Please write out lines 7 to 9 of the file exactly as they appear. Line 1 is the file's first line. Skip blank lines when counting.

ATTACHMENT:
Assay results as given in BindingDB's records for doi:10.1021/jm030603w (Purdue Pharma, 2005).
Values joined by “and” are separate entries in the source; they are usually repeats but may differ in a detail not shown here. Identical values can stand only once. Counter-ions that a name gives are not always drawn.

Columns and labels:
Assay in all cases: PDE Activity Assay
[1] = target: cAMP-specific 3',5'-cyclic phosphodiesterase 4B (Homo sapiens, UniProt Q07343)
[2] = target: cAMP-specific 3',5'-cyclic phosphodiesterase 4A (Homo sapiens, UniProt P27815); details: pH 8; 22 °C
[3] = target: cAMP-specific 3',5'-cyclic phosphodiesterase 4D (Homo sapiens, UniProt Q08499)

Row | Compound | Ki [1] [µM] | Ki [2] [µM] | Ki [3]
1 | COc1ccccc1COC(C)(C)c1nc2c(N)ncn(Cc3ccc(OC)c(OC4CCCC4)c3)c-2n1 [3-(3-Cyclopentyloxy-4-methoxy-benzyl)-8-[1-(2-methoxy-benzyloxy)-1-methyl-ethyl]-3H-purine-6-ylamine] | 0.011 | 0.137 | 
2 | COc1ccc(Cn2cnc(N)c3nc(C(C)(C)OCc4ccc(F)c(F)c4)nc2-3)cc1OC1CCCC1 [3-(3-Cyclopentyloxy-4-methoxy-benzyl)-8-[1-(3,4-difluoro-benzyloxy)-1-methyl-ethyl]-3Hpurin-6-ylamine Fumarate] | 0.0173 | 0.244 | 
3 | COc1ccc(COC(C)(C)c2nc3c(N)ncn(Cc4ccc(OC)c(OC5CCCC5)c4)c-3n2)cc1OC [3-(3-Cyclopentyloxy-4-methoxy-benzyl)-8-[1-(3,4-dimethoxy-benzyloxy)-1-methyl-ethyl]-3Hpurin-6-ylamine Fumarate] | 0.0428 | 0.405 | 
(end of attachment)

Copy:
[3] = target: cAMP-specific 3',5'-cyclic phosphodiesterase 4D (Homo sapiens, UniProt Q08499)

Row | Compound | Ki [1] [µM] | Ki [2] [µM] | Ki [3]
1 | COc1ccccc1COC(C)(C)c1nc2c(N)ncn(Cc3ccc(OC)c(OC4CCCC4)c3)c-2n1 [3-(3-Cyclopentyloxy-4-methoxy-benzyl)-8-[1-(2-methoxy-benzyloxy)-1-methyl-ethyl]-3H-purine-6-ylamine] | 0.011 | 0.137 | 